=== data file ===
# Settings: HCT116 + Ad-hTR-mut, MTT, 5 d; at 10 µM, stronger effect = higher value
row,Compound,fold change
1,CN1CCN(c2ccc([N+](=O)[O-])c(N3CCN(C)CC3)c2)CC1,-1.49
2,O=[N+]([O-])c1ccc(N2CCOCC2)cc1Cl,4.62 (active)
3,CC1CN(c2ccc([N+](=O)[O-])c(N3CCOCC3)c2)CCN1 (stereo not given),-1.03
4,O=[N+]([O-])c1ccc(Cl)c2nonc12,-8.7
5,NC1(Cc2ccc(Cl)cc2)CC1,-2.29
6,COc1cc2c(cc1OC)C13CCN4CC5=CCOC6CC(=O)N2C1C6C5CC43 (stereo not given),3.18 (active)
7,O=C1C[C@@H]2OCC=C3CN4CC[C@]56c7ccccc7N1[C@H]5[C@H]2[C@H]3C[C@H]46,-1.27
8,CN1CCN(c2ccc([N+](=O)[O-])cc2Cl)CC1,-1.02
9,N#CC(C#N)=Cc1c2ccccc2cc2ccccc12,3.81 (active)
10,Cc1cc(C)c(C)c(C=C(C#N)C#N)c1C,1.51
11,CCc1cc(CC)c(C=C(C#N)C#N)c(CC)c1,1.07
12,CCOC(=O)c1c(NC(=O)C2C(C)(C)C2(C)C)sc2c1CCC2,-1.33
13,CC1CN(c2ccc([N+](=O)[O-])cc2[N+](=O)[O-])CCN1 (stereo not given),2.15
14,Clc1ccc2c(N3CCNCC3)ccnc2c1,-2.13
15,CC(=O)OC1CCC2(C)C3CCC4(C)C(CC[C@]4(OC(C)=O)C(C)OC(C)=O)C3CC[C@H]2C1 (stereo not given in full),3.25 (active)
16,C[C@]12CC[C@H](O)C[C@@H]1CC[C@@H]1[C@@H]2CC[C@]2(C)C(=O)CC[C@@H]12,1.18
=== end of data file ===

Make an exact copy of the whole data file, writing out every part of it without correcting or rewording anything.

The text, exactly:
# Settings: HCT116 + Ad-hTR-mut, MTT, 5 d; at 10 µM, stronger effect = higher value
row,Compound,fold change
1,CN1CCN(c2ccc([N+](=O)[O-])c(N3CCN(C)CC3)c2)CC1,-1.49
2,O=[N+]([O-])c1ccc(N2CCOCC2)cc1Cl,4.62 (active)
3,CC1CN(c2ccc([N+](=O)[O-])c(N3CCOCC3)c2)CCN1 (stereo not given),-1.03
4,O=[N+]([O-])c1ccc(Cl)c2nonc12,-8.7
5,NC1(Cc2ccc(Cl)cc2)CC1,-2.29
6,COc1cc2c(cc1OC)C13CCN4CC5=CCOC6CC(=O)N2C1C6C5CC43 (stereo not given),3.18 (active)
7,O=C1C[C@@H]2OCC=C3CN4CC[C@]56c7ccccc7N1[C@H]5[C@H]2[C@H]3C[C@H]46,-1.27
8,CN1CCN(c2ccc([N+](=O)[O-])cc2Cl)CC1,-1.02
9,N#CC(C#N)=Cc1c2ccccc2cc2ccccc12,3.81 (active)
10,Cc1cc(C)c(C)c(C=C(C#N)C#N)c1C,1.51
11,CCc1cc(CC)c(C=C(C#N)C#N)c(CC)c1,1.07
12,CCOC(=O)c1c(NC(=O)C2C(C)(C)C2(C)C)sc2c1CCC2,-1.33
13,CC1CN(c2ccc([N+](=O)[O-])cc2[N+](=O)[O-])CCN1 (stereo not given),2.15
14,Clc1ccc2c(N3CCNCC3)ccnc2c1,-2.13
15,CC(=O)OC1CCC2(C)C3CCC4(C)C(CC[C@]4(OC(C)=O)C(C)OC(C)=O)C3CC[C@H]2C1 (stereo not given in full),3.25 (active)
16,C[C@]12CC[C@H](O)C[C@@H]1CC[C@@H]1[C@@H]2CC[C@]2(C)C(=O)CC[C@@H]12,1.18